Proclamation of the Mayor of Baltimore.
Mayor's office, April 18, 1861.I heartily concur in the determination of the Governor to preserve the peace and maintain inviolate the honor and integrity of Maryland, as set forth in the above proclamation, and will earnestly co-operate with his efforts to maintain peace and order in the city of Baltimore. And I cannot withhold my expression of satisfaction at his resolution that no troops shall be sent from Maryland to the soil of any other State. The great questions at issue must, in the last resort, be settled by the people of the city and State for themselves at the ballot box, and an opportunity for a free expression of their opinions will speedily be afforded at the approaching Congressional election. If the counsels of the Governor shall be heeded we may rest secure in the confidence that the storm of civil war which now threatens the country will at least pass over our beloved State and leave it unharmed; but if they shall be disregarded, a fearful and fratricidal strife may at once burst forth in our midst. Under such circumstances, can any good citizen doubt for a moment, the course which duty and honor alike require him to pursue?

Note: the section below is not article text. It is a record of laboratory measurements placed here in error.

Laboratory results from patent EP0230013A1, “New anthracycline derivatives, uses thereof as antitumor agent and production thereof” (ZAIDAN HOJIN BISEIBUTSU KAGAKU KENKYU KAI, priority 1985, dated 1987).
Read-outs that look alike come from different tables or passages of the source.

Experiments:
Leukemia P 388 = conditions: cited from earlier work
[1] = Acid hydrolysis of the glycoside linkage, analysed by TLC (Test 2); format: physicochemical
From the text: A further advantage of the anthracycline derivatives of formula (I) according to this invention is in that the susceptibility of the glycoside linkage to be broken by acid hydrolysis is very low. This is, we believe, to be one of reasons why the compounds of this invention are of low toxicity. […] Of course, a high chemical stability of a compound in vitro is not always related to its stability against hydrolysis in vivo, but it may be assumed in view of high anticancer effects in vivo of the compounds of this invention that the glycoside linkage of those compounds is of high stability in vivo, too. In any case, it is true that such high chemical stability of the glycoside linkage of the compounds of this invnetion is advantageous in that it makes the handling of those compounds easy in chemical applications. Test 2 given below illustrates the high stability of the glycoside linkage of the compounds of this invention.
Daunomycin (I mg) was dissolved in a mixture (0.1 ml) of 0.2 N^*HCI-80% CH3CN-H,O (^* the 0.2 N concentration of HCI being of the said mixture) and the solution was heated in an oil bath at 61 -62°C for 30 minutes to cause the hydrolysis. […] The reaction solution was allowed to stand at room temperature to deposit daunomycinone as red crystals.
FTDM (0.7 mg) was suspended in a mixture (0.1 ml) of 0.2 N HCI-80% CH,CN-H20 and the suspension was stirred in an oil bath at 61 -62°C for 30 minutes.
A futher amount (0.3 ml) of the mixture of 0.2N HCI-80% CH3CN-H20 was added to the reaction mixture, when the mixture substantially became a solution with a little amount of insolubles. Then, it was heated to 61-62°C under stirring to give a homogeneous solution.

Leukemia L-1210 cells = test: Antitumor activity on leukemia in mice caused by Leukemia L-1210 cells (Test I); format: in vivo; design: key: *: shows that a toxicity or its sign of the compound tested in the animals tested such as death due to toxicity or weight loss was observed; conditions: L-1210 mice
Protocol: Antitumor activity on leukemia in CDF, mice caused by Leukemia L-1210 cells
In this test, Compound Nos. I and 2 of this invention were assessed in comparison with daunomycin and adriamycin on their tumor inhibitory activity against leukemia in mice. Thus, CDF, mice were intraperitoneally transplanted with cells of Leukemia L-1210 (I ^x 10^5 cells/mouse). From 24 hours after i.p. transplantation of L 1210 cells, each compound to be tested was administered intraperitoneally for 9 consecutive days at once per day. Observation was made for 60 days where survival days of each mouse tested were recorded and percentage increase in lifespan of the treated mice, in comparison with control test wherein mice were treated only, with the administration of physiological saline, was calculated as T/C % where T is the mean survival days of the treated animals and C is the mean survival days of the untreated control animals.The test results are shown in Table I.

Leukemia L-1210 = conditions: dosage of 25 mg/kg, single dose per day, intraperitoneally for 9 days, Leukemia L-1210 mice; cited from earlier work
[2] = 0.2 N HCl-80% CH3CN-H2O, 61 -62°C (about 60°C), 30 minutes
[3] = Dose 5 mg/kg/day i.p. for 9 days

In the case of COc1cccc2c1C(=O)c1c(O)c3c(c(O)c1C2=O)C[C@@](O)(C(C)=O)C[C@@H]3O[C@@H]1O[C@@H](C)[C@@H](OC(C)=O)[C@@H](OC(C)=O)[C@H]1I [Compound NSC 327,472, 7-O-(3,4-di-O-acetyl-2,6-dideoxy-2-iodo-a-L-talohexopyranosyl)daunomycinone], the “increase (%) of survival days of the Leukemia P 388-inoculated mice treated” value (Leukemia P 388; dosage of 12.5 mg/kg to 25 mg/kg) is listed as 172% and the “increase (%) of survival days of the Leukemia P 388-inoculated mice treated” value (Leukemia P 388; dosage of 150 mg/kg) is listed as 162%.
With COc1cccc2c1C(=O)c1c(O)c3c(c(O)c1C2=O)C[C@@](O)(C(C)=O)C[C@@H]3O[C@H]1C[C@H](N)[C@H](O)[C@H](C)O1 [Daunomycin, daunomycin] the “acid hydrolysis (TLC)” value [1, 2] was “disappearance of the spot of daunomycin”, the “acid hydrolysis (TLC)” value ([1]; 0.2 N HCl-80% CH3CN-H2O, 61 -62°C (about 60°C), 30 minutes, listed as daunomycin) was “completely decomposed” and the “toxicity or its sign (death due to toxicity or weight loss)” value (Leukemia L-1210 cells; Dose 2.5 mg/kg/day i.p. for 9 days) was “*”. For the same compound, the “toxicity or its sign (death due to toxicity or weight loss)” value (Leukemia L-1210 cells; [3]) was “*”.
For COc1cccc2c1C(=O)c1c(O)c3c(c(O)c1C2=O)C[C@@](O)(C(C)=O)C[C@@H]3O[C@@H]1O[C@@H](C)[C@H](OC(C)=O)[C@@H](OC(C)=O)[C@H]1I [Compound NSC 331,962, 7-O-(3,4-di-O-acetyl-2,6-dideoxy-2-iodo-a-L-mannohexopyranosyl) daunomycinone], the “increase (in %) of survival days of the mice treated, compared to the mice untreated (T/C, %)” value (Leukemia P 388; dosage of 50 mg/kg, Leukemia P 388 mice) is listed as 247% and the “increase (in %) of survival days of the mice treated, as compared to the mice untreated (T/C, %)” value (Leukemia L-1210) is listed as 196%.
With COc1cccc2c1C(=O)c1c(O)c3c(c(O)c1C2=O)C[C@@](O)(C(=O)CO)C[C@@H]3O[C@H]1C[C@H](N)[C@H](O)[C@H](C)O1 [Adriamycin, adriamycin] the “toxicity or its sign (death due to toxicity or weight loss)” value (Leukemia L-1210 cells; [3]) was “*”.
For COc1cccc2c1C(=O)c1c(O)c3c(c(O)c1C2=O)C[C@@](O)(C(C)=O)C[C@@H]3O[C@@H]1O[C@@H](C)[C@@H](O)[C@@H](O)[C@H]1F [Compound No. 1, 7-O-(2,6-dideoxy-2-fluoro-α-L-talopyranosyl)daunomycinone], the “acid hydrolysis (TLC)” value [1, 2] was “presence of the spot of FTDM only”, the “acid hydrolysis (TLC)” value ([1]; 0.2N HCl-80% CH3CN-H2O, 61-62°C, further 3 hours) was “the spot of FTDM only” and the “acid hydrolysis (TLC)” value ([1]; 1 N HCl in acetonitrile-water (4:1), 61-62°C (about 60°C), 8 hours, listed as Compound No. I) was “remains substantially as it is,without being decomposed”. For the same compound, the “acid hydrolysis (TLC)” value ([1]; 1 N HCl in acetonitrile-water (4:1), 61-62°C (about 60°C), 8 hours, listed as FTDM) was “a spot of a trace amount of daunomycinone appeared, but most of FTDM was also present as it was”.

Geo. Wm. Brown, Mayor.